The Pittsburgh Post-Gazette/Ipso Facto
January 27, 2012
In 2006, growing concern about unaccounted for sex offenders whose whereabouts were unknown to law enforcement and the community, caught the attention of Congress.
In response, Congress enacted the Adam Walsh Act (AWA). The AWA created a new federal offense for failing to register as a sex offender as required by the Sex Offender Registration and Notification Act. The AWA also established a baseline standard for states to comply with regarding sex offender registration.
The statute also included an incentive to comply. Failure to comply with the AWA would cause non-complying states to lose 10 percent of their annual federal crime fighting funds. The AWA has not been without controversy and a U.S. Supreme Court decision this week has added to the concern .
In 2001, Billy Joe Reynolds was convicted of a sex offense in Missouri. After he was released from prison, Reynolds registered as a sex offender in Missouri. However, in 2007 he moved to Pennsylvania and failed to register.
Reynolds was indicted and pled guilty to a registration violation pursuant to the AWA. He immediately appealed the conviction, challenging the constitutionality of the AWA, suggesting that the attorney general did not follow proper procedure when establishing an interim rule making the law retroactive.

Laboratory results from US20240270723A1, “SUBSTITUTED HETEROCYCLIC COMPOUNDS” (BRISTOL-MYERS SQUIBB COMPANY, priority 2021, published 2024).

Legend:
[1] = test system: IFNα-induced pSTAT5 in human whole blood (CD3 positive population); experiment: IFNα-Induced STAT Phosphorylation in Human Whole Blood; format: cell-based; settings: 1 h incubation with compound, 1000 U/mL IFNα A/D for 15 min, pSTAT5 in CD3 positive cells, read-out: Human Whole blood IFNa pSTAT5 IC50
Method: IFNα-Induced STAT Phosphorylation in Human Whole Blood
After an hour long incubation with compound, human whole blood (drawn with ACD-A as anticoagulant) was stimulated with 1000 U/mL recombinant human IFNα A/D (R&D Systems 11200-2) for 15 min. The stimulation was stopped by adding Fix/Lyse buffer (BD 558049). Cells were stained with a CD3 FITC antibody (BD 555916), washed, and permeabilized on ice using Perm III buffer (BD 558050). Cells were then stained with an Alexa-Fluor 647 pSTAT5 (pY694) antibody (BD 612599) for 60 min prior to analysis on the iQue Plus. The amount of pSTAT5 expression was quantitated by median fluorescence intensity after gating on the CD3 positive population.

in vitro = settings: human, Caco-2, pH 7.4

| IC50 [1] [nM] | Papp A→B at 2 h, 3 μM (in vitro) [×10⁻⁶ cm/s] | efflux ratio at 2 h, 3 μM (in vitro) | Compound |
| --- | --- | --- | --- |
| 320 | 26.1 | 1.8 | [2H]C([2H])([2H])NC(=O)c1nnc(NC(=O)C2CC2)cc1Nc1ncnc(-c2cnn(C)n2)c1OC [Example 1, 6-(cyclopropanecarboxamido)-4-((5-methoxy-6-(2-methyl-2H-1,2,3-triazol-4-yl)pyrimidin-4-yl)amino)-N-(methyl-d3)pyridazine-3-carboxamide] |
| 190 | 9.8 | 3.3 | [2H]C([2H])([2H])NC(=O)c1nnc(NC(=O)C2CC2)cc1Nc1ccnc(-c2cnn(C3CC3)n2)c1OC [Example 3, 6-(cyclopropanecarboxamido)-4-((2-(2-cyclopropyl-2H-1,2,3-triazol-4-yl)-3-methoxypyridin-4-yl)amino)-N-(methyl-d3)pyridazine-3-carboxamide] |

The Third Circuit upheld the conviction. The court determined that Reynolds did not have standing to challenge the attorney general’s interim rule, finding the AWA itself required Reynolds to update his information, not the subsequent interim rule issued by the attorney general.
This week the U.S Supreme Court disagreed with the Third Circuit and sent Reynolds’ case back to the appeals court. Reynolds does indeed have standing and the appeals court has been ordered to get to the merits of his claim.
"The question before us is whether the act requires pre-act offenders to register before the attorney general validly specifies that the act's registration provisions apply to them," Justice Stephen Breyer wrote for the court. "We believe that it does not."
The high court’s decision did not get to the question of whether the AWA should be applied retroactively. However, it does require the Third Circuit to make that determination. Inevitably, Reynolds’ case will make its way back to the Supreme Court.
The consequences of the AWA not applying to offenders convicted prior to the law’s enactment are enormous. The purpose of the AWA was to provide uniformity to registration requirements that were, prior to the act, a patchwork of differing state statutes that were not compatible or consistent from state to state.
If the AWA does not apply to those offenders convicted prior to the law’s enactment, the primary purpose of the AWA will be thwarted. All sex offenders prior to 2006 will be, once again, governed, for purpose of registration and community notification, by an unwieldy mélange of state statutes.
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